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Kimball's failed replication of Reinhart-Rogoff finding cited in argument for tempered public response to social science research results

Edin and Shaefer's book on destitute families in America reviewed in NYT

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Deirdre Bloome wins ASA award for work on racial inequality and intergenerational transmission

Bob Willis awarded 2015 Jacob Mincer Award for Lifetime Contributions to the Field of Labor Economics

David Lam is new director of Institute for Social Research

Elizabeth Bruch wins Robert Merton Prize for paper in analytic sociology

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Monday, Oct 12
Joe Grengs, Policy & Planning for Social Equity in Transportation

John E. Schulenberg photo

Destiny matters: distal developmental influences on adult alcohol use and abuse

Publication Abstract

Schulenberg, John E., and J.L. Maggs. 2008. "Destiny matters: distal developmental influences on adult alcohol use and abuse." Addiction, 103:1-6.

A foundational assumption in the fields of addiction and developmental psychopathology is that child and adolescent experiences set the stage for adult functioning and adjustment. However, the empirical literature documenting life-span linkages with adult alcohol (and other drug) use and abuse is sparse. This gap is due to a slow adoption of life-span developmental conceptualizations and the lack of long-term prospective longitudinal studies. This supplemental issue provides evidence for such linkages from six long-term longitudinal studies, which together follow individuals from birth through to the late 40s. The data sets include national and regional samples from Britain, Finland and the United States. In this introductory paper, we consider conceptual issues concerning linkages across the life-span culminating in adult alcohol use and disorders, and provide a summary of the purposes and common themes.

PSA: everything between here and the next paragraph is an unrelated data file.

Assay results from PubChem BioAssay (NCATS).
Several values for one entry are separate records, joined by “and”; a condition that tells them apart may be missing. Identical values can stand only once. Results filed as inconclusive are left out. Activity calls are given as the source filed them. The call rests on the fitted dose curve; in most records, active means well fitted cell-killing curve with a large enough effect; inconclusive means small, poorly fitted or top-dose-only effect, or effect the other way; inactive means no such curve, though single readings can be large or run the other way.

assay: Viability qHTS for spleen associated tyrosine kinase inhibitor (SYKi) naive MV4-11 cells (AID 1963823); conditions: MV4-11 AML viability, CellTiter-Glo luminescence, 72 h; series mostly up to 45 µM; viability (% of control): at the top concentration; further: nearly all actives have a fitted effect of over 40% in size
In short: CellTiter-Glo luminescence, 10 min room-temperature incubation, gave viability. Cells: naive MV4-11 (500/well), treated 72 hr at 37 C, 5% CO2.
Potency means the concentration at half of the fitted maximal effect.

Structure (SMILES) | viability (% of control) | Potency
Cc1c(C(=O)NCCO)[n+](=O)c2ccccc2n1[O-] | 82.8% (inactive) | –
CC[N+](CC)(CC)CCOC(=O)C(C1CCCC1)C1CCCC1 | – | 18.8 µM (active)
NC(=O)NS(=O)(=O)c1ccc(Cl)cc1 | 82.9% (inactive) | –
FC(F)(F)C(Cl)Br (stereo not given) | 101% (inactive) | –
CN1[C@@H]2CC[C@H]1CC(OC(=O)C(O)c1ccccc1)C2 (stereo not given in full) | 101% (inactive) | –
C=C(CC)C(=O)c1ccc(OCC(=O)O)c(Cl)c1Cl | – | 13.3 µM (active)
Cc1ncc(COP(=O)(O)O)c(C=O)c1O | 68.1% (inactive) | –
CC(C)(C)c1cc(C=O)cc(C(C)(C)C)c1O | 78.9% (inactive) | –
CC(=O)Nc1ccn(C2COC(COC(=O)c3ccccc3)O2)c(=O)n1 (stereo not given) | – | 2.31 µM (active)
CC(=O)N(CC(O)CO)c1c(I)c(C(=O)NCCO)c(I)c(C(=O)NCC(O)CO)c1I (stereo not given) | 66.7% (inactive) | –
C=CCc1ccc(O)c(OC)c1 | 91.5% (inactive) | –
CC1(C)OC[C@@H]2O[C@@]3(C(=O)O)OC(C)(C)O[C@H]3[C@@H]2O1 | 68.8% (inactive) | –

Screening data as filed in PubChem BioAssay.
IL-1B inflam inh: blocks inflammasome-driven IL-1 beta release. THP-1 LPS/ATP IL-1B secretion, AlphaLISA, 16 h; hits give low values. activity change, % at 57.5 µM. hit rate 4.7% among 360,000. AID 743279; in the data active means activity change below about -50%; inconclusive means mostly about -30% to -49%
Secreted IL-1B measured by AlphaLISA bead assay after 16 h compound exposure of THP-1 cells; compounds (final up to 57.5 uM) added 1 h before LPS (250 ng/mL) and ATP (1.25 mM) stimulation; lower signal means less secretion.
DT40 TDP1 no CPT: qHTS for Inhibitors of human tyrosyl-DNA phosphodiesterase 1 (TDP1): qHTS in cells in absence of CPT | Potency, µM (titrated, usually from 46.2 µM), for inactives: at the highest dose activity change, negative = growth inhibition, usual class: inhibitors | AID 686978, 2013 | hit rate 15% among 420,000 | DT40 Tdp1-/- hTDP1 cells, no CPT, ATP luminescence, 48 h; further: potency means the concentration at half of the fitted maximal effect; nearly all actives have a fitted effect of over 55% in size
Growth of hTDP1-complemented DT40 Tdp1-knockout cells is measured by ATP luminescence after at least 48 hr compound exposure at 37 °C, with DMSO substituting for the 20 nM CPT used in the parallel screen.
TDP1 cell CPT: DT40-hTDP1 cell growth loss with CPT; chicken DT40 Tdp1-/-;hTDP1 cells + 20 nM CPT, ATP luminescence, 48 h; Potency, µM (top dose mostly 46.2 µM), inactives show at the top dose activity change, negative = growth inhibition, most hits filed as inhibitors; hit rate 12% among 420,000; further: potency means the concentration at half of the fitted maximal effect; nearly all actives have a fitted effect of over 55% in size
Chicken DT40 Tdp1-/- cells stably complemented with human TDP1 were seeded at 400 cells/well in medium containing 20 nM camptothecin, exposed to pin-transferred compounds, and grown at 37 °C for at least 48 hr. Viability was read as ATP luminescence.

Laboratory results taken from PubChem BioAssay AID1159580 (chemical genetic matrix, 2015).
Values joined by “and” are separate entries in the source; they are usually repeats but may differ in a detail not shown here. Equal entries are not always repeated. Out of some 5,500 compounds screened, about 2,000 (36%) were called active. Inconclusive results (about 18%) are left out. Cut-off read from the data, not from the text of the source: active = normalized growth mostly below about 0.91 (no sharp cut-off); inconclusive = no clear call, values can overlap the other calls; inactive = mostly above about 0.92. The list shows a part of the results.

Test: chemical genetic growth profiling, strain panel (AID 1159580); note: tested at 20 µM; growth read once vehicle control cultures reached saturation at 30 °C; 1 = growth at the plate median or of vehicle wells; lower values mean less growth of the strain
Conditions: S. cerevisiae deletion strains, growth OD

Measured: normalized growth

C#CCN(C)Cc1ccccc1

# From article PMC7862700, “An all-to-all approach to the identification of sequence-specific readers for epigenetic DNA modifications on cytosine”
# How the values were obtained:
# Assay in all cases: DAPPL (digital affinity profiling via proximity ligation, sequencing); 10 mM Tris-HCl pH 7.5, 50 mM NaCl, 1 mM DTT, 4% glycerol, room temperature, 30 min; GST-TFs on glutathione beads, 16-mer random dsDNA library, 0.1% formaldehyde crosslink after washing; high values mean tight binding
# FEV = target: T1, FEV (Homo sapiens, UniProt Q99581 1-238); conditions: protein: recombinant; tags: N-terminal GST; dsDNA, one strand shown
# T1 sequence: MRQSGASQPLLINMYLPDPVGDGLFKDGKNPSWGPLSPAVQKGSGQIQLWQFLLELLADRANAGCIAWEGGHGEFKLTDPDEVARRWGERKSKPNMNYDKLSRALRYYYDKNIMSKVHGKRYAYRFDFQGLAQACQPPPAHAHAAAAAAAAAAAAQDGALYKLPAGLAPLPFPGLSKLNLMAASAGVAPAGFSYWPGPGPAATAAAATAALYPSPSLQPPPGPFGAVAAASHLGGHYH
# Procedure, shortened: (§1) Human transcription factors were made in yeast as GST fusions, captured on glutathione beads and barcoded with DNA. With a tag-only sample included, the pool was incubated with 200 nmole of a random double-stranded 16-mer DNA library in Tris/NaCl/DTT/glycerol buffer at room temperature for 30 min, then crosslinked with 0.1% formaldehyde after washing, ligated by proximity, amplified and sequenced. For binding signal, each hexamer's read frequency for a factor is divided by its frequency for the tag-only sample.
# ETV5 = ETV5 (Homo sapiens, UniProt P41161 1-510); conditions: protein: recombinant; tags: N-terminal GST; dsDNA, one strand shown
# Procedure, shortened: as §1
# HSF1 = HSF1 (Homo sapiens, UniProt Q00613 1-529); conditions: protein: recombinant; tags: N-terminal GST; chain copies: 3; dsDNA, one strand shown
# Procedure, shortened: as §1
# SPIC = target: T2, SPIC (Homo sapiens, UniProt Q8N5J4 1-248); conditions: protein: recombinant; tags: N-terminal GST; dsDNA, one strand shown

DOI:10.1111/j.1360-0443.2008.02172.x (Full Text)

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